Equine FAQ

Q. What degrees are available in Equine Studies?
A. There are currently two degree options: an Associate in Science with two different specializations, an Associate in Science in Equine Studies – Business Management Specialization or Associate in Science in Equine Studies - Equine Exercise Physiology Specialization. The A.S. specializations are 60-credit, two-year programs.

CF also offers Bachelor of Applied Science in Business and Organizational Management – Equine Studies Specialization. Students who earn the A.S. in Equine Studies can move directly into this bachelors program.

Another option is our College Credit Certificate program in Equine Manager, ideal for students already holding college degrees or just needing the equine specific classes. This option is a 24-credit, one-year program.

A new option is the 15-credit Equine Technician Certificate program. All five courses in this certificate program are available online in alternating semesters.

Q. What are the admission requirements?
A. A high school diploma or GED certificate. Prospective students must also take a college entrance examination (SAT, ACT or PERT) and pay a $30 application fee.

Q. How much does the program cost?
A. The current cost is about $107/ credit hour. Most classes are 3 credits.

Q. Is financial aid available?
A. Yes, CF offers aid, either through FASFA or internal scholarships. Also CF accepts Florida Prepaid program and Bright Futures scholarships.

Q. Are classes available online?
A. Several courses are available in hybrid format or web-assisted, meaning a portion of the lectures and coursework is conducted online. See our Equine Course Descriptions page for information on when courses are offered online.

We are now offering an online Equine Technician Certificate program. Five core courses are offered 100 percent online, for students who prefer distance learning or cannot come to Ocala for class. These classes are also ideal for someone new to horse ownership and cover topics such as safe handling, health care, nutrition and behavior. All courses can be applied to the Associate in Science in Equine Studies, however, those additional classes are not offered in online format at this point.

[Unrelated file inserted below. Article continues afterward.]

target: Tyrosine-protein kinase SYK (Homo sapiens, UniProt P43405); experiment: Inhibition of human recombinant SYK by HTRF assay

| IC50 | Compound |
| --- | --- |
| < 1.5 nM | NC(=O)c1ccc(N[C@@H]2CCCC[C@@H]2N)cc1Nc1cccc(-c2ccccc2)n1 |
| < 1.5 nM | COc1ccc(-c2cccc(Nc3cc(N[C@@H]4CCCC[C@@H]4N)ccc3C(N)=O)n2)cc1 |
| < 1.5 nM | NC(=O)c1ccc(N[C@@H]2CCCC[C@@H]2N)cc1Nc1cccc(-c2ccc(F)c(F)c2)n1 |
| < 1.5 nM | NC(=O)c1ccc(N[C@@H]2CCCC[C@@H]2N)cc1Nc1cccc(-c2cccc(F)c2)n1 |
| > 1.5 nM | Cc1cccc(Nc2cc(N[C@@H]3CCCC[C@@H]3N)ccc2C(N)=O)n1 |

Q. My entrance exam scores were low, and the college recommends I take college preparatory classes. Do I have to take them before taking any equine classes?
A. We have analyzed student data since 2004 and see a high incidence of academic failure in the first semester; therefore we recommend completing the college preparatory classes as soon as possible and limiting equine classes in the beginning. By doing this, students will be more prepared for college-level courses.

Q. What courses are recommended for the first semester?
A. We recommend Introduction to Equine Science, Equine Anatomy and Physiology, Horse Handling and Safety, Equine Behavior and Psychology and Equine Health Care.

Q. Do credits from other schools transfer in?
A. Once an official transcript is sent to the Office of Admissions and Records, it will be evaluated and accepted transfer courses will be posted to the student’s permanent academic record.

Q. Are there options to further my education after receiving my AS in Equine Studies?
A. Yes! CF has a Bachelor of Applied Science in Business and Organizational Management: Equine Specialization. This is a two year extension of the AS Equine Studies degree. After completing the AS degree, it is a very smooth transition into the BAS Equine Studies program. 

Q. Upon completion of the AS program, can my credits transfer to a four-year college?
A. Many, if not all, CF Equine Studies credits will transfer to almost any four-year equine program, such as University of Kentucky, Midway College (KY), Morrisville State College (NY), William Woods College (MO), Savannah College of Art and Design (GA), and other colleges offering a B.S. in Equine Studies. Each college evaluates students on a case-by-case basis. Students considering such a transfer are encouraged to take higher level general education courses, such as those intended for an A.A. student. Meet with an advisor for specific recommendations.